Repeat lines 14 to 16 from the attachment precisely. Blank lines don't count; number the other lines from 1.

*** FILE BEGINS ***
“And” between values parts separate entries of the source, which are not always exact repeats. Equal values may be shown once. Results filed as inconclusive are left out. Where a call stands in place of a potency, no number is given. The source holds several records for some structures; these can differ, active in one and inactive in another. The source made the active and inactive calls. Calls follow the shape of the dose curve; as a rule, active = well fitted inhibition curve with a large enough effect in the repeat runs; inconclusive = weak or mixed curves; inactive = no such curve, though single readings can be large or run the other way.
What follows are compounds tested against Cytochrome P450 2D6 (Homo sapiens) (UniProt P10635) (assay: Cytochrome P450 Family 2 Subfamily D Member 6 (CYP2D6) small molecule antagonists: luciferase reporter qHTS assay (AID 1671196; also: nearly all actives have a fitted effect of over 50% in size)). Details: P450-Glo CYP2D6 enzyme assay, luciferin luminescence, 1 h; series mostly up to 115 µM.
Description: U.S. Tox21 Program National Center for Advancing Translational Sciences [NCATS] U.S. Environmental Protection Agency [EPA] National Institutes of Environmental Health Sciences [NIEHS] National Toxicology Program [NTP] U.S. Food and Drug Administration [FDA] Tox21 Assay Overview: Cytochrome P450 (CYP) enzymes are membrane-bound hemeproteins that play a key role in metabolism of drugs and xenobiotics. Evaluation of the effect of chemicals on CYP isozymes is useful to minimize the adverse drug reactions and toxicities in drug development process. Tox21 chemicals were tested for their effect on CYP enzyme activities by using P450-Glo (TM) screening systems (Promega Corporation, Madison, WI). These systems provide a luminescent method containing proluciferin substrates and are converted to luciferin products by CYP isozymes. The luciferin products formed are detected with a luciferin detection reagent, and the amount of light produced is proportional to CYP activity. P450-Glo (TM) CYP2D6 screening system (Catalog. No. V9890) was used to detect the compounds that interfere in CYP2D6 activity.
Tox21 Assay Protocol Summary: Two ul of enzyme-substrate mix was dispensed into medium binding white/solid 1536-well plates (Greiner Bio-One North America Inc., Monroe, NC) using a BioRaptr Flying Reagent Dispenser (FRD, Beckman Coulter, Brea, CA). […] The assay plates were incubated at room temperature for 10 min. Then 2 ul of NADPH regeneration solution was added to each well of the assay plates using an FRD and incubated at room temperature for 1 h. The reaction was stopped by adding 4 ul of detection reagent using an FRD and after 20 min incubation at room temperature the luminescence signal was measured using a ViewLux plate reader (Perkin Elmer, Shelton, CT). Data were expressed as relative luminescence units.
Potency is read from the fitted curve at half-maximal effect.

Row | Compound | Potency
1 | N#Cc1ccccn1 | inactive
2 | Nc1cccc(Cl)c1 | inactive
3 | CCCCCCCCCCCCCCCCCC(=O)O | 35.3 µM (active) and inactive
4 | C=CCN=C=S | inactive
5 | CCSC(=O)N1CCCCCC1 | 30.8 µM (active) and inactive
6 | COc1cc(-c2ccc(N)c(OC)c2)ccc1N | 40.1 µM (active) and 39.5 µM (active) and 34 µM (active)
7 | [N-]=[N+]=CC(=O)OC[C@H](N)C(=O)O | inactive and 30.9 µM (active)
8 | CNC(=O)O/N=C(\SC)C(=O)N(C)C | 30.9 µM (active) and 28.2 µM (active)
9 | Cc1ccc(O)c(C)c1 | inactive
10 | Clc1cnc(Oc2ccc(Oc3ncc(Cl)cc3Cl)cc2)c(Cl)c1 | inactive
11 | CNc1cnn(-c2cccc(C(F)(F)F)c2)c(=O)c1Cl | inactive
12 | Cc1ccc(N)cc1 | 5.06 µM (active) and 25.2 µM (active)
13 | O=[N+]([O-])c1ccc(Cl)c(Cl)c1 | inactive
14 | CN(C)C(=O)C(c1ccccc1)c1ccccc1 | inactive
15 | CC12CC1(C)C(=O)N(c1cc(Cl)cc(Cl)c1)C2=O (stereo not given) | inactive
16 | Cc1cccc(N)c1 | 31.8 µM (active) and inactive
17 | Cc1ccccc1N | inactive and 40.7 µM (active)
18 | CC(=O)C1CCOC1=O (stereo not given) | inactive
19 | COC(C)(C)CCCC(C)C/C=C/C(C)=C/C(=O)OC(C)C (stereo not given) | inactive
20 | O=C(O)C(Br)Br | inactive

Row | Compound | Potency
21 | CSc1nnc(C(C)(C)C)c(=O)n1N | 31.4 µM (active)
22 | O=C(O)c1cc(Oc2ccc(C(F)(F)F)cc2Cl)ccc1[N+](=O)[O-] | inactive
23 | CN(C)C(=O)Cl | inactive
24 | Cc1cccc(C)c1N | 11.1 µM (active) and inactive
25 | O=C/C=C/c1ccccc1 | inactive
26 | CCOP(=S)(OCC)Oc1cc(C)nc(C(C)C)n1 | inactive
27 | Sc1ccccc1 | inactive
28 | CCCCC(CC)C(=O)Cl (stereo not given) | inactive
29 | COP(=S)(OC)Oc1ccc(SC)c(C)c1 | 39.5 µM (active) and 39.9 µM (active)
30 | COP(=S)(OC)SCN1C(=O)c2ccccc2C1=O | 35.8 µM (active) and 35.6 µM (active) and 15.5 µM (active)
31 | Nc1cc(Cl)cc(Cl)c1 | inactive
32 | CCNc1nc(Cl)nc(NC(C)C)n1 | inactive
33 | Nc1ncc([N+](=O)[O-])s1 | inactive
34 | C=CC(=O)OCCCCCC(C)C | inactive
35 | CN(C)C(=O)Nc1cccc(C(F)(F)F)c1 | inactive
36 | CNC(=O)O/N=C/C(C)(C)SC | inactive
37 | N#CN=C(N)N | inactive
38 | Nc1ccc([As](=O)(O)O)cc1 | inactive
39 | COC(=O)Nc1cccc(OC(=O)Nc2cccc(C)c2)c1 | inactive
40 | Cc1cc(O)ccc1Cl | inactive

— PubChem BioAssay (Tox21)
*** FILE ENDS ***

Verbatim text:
8 | CNC(=O)O/N=C(\SC)C(=O)N(C)C | 30.9 µM (active) and 28.2 µM (active)
9 | Cc1ccc(O)c(C)c1 | inactive
10 | Clc1cnc(Oc2ccc(Oc3ncc(Cl)cc3Cl)cc2)c(Cl)c1 | inactive